Newsweek magazine recently commissioned six design firms to imagine the “city of the future.” Three firms each looked at New York and Los Angeles to envision how America’s two largest cities might develop in the coming decades.

The results echo the recent statistics that urbanism – namely densification of programming and built area – is a viable susatainable strategy for a more populated world. It’s rather predictable. More people live in urban areas than ever before, and this pattern will continue, as it has for millenia, especially in the developing world. We are increasingly living, working, playing, and commuting, within the same landscape and in closer proximity to each other. This is not new. What will be new, if we take the beautiful renderings as prophecy, is an urban landscape that is scrubbed clean of texture and history and the messy vitality that IS humanity. Especially a humanity that lives so close together for so long. Why does utopia look so banal and boring?

As New York is already the poster-child for density, the three New York teams had no real room to move, and no real new ideas. Proposing urbanism at the scale of the building is not new. Mixed-use has been around since the first farmer built his home above the stable. It isn’t even that new to think that infrastructure – highways, rail yards, water ways – is fertile ground for mixed-use. The proposed projects at Atlantic Yards, Hudson Yards, and Sunnyside Yards have been on the boards for over a decade. What might be new is an overly optimistic view that as long as two different things can happen at the same place, happy, sustainable, urbanism will flourish. We’re not advocates of single-use zoning by any means, but multi-tasking is more of a syndrome than a cure.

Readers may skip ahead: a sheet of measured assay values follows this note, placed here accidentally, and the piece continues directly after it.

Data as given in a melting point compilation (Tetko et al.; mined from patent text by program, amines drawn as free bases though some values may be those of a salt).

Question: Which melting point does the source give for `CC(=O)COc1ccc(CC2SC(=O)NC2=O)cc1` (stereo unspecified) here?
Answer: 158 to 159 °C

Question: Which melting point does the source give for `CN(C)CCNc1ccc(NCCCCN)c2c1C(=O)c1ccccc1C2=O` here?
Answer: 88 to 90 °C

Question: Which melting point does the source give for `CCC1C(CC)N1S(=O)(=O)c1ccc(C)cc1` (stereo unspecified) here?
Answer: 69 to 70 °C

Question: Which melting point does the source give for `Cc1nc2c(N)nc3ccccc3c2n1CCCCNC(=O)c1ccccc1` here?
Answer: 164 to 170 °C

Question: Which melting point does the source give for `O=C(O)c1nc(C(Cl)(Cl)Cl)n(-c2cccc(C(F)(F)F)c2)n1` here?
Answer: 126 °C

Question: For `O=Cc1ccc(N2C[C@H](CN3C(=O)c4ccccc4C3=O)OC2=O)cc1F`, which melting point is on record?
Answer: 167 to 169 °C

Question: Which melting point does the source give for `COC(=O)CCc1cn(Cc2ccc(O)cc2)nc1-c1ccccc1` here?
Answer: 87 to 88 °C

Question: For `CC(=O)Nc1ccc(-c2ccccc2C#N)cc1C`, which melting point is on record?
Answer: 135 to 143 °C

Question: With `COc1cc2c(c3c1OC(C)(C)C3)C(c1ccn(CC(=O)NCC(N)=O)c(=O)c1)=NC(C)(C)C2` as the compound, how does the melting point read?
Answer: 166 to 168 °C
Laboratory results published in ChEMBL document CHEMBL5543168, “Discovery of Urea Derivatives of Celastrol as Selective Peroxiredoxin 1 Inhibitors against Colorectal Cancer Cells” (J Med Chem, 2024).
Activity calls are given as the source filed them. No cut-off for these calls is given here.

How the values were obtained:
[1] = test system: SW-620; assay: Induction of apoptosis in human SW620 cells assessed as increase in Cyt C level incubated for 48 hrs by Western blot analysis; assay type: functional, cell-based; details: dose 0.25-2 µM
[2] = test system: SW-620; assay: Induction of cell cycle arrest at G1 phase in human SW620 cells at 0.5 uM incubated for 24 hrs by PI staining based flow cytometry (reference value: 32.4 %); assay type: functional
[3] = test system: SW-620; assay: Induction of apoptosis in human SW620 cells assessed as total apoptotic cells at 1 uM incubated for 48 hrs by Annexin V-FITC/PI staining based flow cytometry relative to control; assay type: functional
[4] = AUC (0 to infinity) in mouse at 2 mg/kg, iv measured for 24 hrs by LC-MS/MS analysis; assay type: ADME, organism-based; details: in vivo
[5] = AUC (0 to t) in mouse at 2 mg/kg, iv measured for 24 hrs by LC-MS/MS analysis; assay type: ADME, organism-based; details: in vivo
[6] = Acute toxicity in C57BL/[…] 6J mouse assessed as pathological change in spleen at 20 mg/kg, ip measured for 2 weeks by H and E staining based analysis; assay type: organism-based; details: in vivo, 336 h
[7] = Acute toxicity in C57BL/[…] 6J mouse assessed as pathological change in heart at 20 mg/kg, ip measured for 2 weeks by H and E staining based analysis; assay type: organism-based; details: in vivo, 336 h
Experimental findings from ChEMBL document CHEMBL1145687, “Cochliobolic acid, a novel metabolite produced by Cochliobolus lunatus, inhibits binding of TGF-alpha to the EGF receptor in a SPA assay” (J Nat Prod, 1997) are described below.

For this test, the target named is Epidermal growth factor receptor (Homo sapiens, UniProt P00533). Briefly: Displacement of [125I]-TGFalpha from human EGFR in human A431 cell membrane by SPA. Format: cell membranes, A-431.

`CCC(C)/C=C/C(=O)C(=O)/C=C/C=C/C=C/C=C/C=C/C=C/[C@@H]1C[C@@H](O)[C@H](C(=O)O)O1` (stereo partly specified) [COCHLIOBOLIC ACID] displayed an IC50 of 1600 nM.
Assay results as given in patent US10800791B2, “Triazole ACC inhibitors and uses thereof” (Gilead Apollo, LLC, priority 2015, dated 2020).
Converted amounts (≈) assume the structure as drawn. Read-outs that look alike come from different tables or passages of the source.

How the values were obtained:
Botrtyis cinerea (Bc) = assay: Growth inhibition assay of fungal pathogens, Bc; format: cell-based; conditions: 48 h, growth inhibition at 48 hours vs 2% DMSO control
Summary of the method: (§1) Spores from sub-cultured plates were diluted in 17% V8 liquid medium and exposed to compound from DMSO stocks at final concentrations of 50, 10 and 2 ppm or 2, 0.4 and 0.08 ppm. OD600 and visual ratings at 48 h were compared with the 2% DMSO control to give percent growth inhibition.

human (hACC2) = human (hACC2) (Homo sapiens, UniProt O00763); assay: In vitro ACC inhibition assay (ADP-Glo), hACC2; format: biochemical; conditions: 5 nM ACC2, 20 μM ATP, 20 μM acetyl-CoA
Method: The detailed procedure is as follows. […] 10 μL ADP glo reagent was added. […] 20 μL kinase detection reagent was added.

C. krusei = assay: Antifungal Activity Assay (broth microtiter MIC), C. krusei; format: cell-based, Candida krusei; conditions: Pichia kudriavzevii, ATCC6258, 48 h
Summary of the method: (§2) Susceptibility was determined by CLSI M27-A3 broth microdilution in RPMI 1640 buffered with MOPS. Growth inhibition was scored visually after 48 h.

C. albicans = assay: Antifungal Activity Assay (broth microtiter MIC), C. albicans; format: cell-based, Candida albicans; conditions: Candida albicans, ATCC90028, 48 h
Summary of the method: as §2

Out in Los Angeles, things are a bit better, perhaps because LA, unlike New York, is typically American in its sprawl, so can be an example for cities across the country. So what would LA do? Evidently be more like New York. Densify the landscape with infill construction and multiple uses. Fill backyards with new homes. Build atop the freeways. Develop parks along the rivers. What is novel here, however, is the appreciation for what is quintessentially LA. The strip malls and fast-food restaurants and parking lots are not plowed under for gleaming new visions of a happy future. The are renovated and incorporated and included. In-N-Out IS LA, and it is good.

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